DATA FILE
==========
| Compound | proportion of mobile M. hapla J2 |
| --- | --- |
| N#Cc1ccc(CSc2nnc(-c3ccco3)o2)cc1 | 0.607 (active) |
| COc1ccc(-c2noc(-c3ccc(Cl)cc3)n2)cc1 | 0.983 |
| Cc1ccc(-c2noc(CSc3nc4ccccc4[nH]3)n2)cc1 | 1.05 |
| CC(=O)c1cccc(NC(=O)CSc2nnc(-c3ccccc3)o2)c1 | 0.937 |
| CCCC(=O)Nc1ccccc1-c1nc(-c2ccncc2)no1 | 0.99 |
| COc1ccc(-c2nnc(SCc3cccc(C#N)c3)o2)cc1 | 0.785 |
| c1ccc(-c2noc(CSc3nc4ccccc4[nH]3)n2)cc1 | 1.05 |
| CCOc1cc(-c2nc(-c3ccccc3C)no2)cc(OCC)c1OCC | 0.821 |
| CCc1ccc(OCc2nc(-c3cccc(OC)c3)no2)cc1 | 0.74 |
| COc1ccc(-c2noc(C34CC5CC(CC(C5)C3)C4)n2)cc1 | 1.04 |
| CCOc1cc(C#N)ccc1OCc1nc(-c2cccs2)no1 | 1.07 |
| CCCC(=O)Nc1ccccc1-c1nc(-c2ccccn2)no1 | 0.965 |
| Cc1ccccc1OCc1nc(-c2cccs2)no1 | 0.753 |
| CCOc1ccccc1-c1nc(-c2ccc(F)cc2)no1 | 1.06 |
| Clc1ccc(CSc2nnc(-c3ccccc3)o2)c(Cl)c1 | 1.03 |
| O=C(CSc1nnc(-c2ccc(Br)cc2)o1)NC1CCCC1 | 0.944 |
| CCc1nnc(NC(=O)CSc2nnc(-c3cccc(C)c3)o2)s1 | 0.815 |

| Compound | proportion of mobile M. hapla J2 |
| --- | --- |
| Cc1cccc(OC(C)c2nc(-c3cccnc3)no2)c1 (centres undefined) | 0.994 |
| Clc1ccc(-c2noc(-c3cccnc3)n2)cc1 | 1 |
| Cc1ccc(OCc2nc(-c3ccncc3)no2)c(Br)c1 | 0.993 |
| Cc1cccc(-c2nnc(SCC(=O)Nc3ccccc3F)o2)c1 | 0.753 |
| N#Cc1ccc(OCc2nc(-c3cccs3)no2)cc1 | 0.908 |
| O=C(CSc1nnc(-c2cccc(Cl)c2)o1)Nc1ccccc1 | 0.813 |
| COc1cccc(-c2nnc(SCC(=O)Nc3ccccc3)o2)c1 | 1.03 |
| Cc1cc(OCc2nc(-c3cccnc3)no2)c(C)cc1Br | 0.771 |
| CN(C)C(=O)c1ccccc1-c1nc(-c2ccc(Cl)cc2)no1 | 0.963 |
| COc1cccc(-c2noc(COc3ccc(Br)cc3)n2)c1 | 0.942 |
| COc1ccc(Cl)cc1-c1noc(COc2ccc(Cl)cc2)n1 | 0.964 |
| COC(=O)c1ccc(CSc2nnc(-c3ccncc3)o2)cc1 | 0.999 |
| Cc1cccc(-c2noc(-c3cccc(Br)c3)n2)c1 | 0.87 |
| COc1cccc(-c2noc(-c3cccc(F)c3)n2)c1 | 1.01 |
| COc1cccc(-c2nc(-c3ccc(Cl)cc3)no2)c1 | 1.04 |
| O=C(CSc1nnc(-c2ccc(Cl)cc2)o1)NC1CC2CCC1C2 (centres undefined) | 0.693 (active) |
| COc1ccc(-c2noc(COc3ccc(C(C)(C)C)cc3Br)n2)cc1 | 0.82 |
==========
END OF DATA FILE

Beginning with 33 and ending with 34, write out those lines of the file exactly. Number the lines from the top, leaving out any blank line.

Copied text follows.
| COC(=O)c1ccc(CSc2nnc(-c3ccncc3)o2)cc1 | 0.999 |
| Cc1cccc(-c2noc(-c3cccc(Br)c3)n2)c1 | 0.87 |